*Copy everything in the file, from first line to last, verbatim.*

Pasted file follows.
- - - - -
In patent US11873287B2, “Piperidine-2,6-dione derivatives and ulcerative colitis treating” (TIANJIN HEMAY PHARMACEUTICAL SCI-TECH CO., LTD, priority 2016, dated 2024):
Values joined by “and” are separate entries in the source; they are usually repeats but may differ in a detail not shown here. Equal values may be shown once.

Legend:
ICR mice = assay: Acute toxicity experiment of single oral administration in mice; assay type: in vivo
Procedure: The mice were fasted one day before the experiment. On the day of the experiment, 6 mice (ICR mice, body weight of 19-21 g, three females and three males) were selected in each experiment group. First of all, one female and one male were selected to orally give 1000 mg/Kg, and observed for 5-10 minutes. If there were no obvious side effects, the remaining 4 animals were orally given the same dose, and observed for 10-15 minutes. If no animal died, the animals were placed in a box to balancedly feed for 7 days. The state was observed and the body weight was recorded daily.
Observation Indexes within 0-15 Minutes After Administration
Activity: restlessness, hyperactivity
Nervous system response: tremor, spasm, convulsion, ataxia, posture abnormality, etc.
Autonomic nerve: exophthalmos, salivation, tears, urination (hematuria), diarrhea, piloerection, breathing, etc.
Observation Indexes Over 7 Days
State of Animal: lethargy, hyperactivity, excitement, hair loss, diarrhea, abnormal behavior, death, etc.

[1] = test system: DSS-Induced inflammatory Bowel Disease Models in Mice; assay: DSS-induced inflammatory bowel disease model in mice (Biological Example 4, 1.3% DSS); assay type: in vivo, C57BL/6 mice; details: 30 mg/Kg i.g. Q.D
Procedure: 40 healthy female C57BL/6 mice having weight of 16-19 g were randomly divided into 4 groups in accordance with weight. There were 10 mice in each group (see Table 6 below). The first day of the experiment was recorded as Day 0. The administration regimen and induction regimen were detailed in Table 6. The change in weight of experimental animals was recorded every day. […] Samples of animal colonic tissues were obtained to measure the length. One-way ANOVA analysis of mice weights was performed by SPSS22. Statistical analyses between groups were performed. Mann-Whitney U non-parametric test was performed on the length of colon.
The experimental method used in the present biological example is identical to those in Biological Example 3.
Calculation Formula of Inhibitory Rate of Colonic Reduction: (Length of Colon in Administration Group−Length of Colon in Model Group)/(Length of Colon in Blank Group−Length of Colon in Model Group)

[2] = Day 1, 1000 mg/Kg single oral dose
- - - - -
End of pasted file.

In patent US11873287B2, “Piperidine-2,6-dione derivatives and ulcerative colitis treating” (TIANJIN HEMAY PHARMACEUTICAL SCI-TECH CO., LTD, priority 2016, dated 2024):
Values joined by “and” are separate entries in the source; they are usually repeats but may differ in a detail not shown here. Equal values may be shown once.

Legend:
ICR mice = assay: Acute toxicity experiment of single oral administration in mice; assay type: in vivo
Procedure: The mice were fasted one day before the experiment. On the day of the experiment, 6 mice (ICR mice, body weight of 19-21 g, three females and three males) were selected in each experiment group. First of all, one female and one male were selected to orally give 1000 mg/Kg, and observed for 5-10 minutes. If there were no obvious side effects, the remaining 4 animals were orally given the same dose, and observed for 10-15 minutes. If no animal died, the animals were placed in a box to balancedly feed for 7 days. The state was observed and the body weight was recorded daily.
Observation Indexes within 0-15 Minutes After Administration
Activity: restlessness, hyperactivity
Nervous system response: tremor, spasm, convulsion, ataxia, posture abnormality, etc.
Autonomic nerve: exophthalmos, salivation, tears, urination (hematuria), diarrhea, piloerection, breathing, etc.
Observation Indexes Over 7 Days
State of Animal: lethargy, hyperactivity, excitement, hair loss, diarrhea, abnormal behavior, death, etc.

[1] = test system: DSS-Induced inflammatory Bowel Disease Models in Mice; assay: DSS-induced inflammatory bowel disease model in mice (Biological Example 4, 1.3% DSS); assay type: in vivo, C57BL/6 mice; details: 30 mg/Kg i.g. Q.D
Procedure: 40 healthy female C57BL/6 mice having weight of 16-19 g were randomly divided into 4 groups in accordance with weight. There were 10 mice in each group (see Table 6 below). The first day of the experiment was recorded as Day 0. The administration regimen and induction regimen were detailed in Table 6. The change in weight of experimental animals was recorded every day. […] Samples of animal colonic tissues were obtained to measure the length. One-way ANOVA analysis of mice weights was performed by SPSS22. Statistical analyses between groups were performed. Mann-Whitney U non-parametric test was performed on the length of colon.
The experimental method used in the present biological example is identical to those in Biological Example 3.
Calculation Formula of Inhibitory Rate of Colonic Reduction: (Length of Colon in Administration Group−Length of Colon in Model Group)/(Length of Colon in Blank Group−Length of Colon in Model Group)

[2] = Day 1, 1000 mg/Kg single oral dose